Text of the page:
San Francisco: IBM Corp.’s third-quarter profit jumped nearly 20%, surpassing analyst estimates, as the technology company overcame slumping hardware sales and signed a healthy number of new services contracts.
Armonk, New York-based IBM had released partial results for the July-September period last week to try to reassure investors who had been driving down the company’s stock price. The move helped stop a steeper decline, but Wall Street was still waiting for word about how much new business IBM brought in during the period.
In a closely watched indicator, IBM signed $12.7 billion in new services contracts in the quarter, down 4%, which still showed it was able to lock in lots of new business despite the tough economic times. Short-term contract signings were up 13% to $6.1 billion.
IBM gets about half its revenue from annuity-like payments flowing from contracts it may have inked months or years ago for services like consulting or technology outsourcing.
Profit came in two cents per share ahead of analysts’ recently revised estimates.
IBM earned $2.82 billion, or $2.05 per share, in the three months ended Sept. 30. That compares with net income of $2.36 billion, or $1.68 per share, in the year-ago period.
Analysts surveyed by Thomson Reuters were expecting $2.03 per share.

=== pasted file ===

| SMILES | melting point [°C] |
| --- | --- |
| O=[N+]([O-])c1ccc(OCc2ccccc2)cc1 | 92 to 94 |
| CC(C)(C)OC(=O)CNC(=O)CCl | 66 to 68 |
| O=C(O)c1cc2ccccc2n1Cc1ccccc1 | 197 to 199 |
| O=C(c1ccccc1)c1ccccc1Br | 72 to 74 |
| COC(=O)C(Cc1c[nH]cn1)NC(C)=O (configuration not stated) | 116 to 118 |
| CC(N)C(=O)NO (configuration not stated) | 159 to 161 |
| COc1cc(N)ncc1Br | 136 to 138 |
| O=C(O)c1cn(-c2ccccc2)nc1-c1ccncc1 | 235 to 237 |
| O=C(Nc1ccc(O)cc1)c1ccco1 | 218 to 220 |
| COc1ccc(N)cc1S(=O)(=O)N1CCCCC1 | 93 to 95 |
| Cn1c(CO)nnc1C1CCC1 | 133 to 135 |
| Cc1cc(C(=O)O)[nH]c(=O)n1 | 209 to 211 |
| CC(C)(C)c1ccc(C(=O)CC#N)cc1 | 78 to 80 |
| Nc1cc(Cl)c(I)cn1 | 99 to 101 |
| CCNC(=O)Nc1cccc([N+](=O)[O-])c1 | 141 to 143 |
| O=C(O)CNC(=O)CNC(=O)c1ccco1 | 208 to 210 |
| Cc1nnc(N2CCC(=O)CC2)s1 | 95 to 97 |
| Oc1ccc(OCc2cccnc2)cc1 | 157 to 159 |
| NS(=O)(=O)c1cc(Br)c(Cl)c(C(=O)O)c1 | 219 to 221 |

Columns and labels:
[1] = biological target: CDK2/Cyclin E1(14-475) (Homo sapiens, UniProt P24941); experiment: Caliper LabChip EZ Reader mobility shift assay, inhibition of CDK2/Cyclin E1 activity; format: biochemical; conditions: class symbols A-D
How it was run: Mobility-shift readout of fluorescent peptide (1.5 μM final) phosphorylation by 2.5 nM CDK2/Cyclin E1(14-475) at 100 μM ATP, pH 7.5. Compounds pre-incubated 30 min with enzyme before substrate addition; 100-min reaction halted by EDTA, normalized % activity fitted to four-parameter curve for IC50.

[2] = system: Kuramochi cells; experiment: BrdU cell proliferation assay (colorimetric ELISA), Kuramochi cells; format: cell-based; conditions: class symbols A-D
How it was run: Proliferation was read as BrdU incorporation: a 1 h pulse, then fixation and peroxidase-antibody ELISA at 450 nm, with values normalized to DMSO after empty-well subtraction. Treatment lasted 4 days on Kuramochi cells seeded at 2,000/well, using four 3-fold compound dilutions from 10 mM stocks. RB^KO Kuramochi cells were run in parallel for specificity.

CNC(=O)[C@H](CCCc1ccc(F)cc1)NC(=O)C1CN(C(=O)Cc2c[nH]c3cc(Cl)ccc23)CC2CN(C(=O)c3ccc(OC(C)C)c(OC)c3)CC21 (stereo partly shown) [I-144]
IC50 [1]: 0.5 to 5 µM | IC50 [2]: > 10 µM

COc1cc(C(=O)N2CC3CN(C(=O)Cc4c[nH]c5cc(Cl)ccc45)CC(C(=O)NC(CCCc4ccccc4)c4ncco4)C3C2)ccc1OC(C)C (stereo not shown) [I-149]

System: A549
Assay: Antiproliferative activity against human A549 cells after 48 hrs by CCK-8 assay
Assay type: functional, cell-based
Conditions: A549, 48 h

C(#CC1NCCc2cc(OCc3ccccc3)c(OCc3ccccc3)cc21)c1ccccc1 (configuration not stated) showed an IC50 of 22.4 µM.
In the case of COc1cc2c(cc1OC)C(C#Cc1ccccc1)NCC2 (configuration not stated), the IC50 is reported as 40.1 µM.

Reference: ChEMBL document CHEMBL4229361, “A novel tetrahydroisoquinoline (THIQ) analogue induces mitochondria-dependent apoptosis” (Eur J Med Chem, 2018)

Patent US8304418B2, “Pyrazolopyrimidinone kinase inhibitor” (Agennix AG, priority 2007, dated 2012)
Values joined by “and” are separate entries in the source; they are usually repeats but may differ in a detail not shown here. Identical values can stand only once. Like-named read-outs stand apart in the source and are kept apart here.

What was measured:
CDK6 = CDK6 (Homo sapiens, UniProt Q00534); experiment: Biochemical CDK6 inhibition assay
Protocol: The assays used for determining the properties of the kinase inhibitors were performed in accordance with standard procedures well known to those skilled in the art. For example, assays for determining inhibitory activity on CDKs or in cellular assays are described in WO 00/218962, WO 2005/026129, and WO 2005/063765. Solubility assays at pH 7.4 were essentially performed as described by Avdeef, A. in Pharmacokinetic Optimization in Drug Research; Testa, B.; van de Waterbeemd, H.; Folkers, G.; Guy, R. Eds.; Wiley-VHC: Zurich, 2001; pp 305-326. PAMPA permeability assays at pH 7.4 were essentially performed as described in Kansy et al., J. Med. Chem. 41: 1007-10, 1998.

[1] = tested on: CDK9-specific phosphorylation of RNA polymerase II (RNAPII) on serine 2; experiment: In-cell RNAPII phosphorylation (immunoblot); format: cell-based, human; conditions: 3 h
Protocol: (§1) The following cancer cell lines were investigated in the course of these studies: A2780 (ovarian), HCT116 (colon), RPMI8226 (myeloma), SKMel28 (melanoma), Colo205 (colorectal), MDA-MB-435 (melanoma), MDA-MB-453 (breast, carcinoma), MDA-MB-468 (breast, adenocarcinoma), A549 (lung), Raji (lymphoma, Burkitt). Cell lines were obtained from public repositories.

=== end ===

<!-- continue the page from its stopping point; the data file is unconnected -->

IBM continues to get better at wringing out more costs to improve its profit margins. Gross profit margin, or the profit on each dollar of sales once manufacturing expenses are stripped out, rose from 41.3% of sales to 43.3% of sales.
Mark Loughridge, IBM’s chief financial officer, said cost-cutting and shunning less-profitable deals were key reasons for the increase. Growth outside the US is also central to IBM’s strategy. Sales from so-called “growth markets” increased 13% while major markets were up just 5%.
Loughridge said economic deterioration would have to get substantially worse for IBM to miss its forecast for 2008. IBM reiterated its target of at least $8.75 per share in profit for the year.
“We’d have to see a dramatic slowdown in our emerging countries, but we don’t see that,” he said on a conference call with analysts. “Even in a weaker demand environment, we have put exceptional focus on cost, expense and margin management.”
IBM’s total sales fell short in the third quarter.
IBM’s revenue grew 4.9% to $25.3 billion. Stripping out currency fluctuations, sales grew 2%. Analysts expected $25.9 billion.
Sales were hurt by a 9.5% decline in the hardware business, which includes mainframes and computer servers.
While mainframe sales were up 25%, helping IBM in a big way because of the mainframe’s fat profit margins, a line of cheaper servers built with industry-standard x86 processors fell 18%, and IBM said it expects weakness in that area to continue.
That’s potentially a troubling trend for other companies like Hewlett-Packard Co. and Dell Inc. that also compete in the x86 server market.
IBM was strong in its most lucrative areas.
Services revenue grew 8% to $14.76 billion. Software sales rose 12% to $5.25 billion. Together, the two segments make up nearly 80 percent of IBM’s sales and nearly 90 percent of its pretax profit.
IBM shares gained $2.23, 2.4%, to $93.75 in extended trading after the company reported its results. The stock gained $3.23, 3.7%, to close at $91.52 during the regular trading session.